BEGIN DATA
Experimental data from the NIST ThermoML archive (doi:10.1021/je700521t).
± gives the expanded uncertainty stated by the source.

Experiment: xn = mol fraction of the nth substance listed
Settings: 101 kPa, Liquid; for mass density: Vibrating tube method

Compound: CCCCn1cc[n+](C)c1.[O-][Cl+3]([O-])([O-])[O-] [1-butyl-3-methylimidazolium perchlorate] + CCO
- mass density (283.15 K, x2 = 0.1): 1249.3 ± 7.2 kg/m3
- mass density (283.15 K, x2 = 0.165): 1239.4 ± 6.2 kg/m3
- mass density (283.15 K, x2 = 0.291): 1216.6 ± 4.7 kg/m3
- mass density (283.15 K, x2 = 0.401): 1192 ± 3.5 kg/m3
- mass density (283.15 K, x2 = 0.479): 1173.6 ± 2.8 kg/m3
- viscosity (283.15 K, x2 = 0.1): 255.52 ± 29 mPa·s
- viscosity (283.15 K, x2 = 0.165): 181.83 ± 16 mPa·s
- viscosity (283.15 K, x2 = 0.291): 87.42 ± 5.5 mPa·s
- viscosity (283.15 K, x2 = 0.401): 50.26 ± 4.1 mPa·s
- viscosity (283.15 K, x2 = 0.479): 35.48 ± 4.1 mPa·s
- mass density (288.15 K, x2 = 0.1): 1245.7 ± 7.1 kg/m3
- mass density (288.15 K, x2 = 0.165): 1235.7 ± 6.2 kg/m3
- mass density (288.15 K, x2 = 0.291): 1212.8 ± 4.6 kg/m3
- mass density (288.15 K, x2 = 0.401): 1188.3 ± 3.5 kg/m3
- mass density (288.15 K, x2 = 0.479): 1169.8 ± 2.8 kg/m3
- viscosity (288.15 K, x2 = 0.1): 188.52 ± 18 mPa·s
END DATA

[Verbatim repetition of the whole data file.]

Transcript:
Experimental data from the NIST ThermoML archive (doi:10.1021/je700521t).
± gives the expanded uncertainty stated by the source.

Experiment: xn = mol fraction of the nth substance listed
Settings: 101 kPa, Liquid; for mass density: Vibrating tube method

Compound: CCCCn1cc[n+](C)c1.[O-][Cl+3]([O-])([O-])[O-] [1-butyl-3-methylimidazolium perchlorate] + CCO
- mass density (283.15 K, x2 = 0.1): 1249.3 ± 7.2 kg/m3
- mass density (283.15 K, x2 = 0.165): 1239.4 ± 6.2 kg/m3
- mass density (283.15 K, x2 = 0.291): 1216.6 ± 4.7 kg/m3
- mass density (283.15 K, x2 = 0.401): 1192 ± 3.5 kg/m3
- mass density (283.15 K, x2 = 0.479): 1173.6 ± 2.8 kg/m3
- viscosity (283.15 K, x2 = 0.1): 255.52 ± 29 mPa·s
- viscosity (283.15 K, x2 = 0.165): 181.83 ± 16 mPa·s
- viscosity (283.15 K, x2 = 0.291): 87.42 ± 5.5 mPa·s
- viscosity (283.15 K, x2 = 0.401): 50.26 ± 4.1 mPa·s
- viscosity (283.15 K, x2 = 0.479): 35.48 ± 4.1 mPa·s
- mass density (288.15 K, x2 = 0.1): 1245.7 ± 7.1 kg/m3
- mass density (288.15 K, x2 = 0.165): 1235.7 ± 6.2 kg/m3
- mass density (288.15 K, x2 = 0.291): 1212.8 ± 4.6 kg/m3
- mass density (288.15 K, x2 = 0.401): 1188.3 ± 3.5 kg/m3
- mass density (288.15 K, x2 = 0.479): 1169.8 ± 2.8 kg/m3
- viscosity (288.15 K, x2 = 0.1): 188.52 ± 18 mPa·s